Months and months of effort to pass a bill, almost any bill, to begin reforming national health-care policy – and it goes to naught.
Promised tax reform looking harder to pass than ever. Republicans and Democrats not even attempting to find common ground on major legislation, indeed not even talking to each other about it. Democrats doing all they can to slow the confirmation of even the most uncontroversial, mid-level executive nominees, just to show they can wreak havoc if they want.
And a president attacking his own attorney general while his communications director blurts repeated vulgarities at both his chief strategist and chief of staff.
With such a miasma in American government right now, the timing could not be better for one of this week’s optional readings – the one from the Book of I Kings, about Solomon.
God, almost like the proverbial genie in a bottle, in effect had offered Solomon a free wish. And Solomon replied not selfishly – not asking for “long life or riches, or for the life of your enemies” – but with an expression of gratitude for God’s “great and steadfast love.” And, inspired by that love, Solomon acted not like today’s solons in Washington but instead like the public servant he knew he must be.
“Give your servant therefore an understanding mind to govern your people, able to discern between good and evil,” he requested. “For who can govern this your great people?”
This is the sort of servant-hood for which we should be searching in our leaders.
Instead, (as I wrote in mostly the same words in a personal-blog reflection two years ago), all too often these days we seem to value not wisdom but cleverness. Or, not wisdom but canniness, or glibness, or bombast, or ostentation, or celebrity, or riches, or anything or anybody that seems to temporarily hold a trump card. But true wisdom is something for which many of us seem not to have time, or patience, or appreciation. Unlike Solomon, we seem to value not an understanding mind but a facile mind with a simple-sounding solution, and, most of all, rapid gratification of our personal and collectives ids. And for some reason we reward leaders who show guile rather than wisdom, who value worldly success more than truth.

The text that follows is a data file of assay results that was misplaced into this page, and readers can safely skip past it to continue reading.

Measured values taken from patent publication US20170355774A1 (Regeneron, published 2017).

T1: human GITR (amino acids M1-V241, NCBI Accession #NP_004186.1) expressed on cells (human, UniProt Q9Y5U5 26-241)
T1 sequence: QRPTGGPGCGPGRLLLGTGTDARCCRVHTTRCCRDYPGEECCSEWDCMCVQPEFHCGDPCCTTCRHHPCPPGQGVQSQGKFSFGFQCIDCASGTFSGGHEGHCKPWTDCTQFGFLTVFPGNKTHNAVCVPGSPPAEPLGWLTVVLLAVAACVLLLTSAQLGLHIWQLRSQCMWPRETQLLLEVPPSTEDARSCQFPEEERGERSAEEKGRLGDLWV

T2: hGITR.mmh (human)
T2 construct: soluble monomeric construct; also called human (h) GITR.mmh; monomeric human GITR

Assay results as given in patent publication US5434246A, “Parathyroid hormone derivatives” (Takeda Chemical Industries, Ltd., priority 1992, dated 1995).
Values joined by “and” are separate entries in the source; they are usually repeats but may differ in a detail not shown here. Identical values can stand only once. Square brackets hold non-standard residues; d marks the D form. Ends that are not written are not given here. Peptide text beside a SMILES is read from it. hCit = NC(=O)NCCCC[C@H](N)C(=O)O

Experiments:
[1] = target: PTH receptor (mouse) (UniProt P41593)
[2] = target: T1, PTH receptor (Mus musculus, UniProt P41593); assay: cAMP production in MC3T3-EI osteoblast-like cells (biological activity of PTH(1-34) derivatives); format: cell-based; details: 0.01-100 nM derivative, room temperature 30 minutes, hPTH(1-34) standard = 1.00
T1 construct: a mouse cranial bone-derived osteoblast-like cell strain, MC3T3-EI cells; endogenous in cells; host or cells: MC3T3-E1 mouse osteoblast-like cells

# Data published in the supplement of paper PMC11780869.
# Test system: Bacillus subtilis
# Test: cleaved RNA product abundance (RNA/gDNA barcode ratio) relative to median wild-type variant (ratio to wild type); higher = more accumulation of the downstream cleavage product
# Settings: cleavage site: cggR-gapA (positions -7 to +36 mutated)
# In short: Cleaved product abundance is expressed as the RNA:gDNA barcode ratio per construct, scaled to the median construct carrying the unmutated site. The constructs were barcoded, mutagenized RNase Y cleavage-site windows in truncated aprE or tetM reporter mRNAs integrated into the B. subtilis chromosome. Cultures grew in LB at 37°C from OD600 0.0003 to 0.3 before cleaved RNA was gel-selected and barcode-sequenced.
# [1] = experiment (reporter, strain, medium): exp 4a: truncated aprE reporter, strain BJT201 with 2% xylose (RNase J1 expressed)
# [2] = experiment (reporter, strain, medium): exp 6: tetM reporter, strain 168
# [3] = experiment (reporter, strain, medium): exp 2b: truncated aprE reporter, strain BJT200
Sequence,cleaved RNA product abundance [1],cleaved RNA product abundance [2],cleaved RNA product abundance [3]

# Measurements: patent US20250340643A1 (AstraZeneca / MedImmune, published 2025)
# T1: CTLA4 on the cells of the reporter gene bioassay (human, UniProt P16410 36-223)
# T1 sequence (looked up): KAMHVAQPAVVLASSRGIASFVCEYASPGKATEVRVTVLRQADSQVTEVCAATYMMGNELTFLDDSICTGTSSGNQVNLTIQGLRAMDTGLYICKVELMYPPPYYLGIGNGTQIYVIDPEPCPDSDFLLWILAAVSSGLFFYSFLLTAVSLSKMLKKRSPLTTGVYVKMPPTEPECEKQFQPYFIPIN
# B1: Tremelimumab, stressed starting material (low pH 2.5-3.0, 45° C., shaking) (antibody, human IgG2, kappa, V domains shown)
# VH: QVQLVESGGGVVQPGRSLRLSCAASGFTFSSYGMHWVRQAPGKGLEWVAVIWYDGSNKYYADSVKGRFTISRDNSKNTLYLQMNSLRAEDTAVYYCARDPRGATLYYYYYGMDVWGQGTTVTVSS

This is not, this week, a knock on any one politician. It is a criticism of our own choices and our own standards. Surely we can demand better, or at least stop rewarding these baser attributes.
Then again, as Paul reminds us in Romans, even in our bad choices we can still be redeemed, because God has sent us a Redeemer. “Neither death, nor life, nor angels, nor rulers, nor things present, nor things to come, nor powers, nor height, nor depth, nor anything else in all creation, will be able to separate us from the love of God in Christ Jesus our Lord.”
And through that love, Jesus tells us in today’s Gospel, we are graced, if we will believe it, with admission to the Kingdom of Heaven. It is a Kingdom that can (metaphorically) transform the “smallest of all the seeds” into the “greatest of shrubs.”
All of this is well and good, indeed wonderful.
Still, finding our way to that Kingdom is harder if we follow the wrong kings or rulers. And the following is our own choice.
Let us set our eyes on the good, the true, and the wise, so that we better prepare ourselves for God’s grace-given Kingdom.
Quin Hillyer is a veteran conservative columnist with a degree in theology. His faith-themed satirical novel, Mad Jones: Heretic, is due for publication this summer by Liberty Island Media.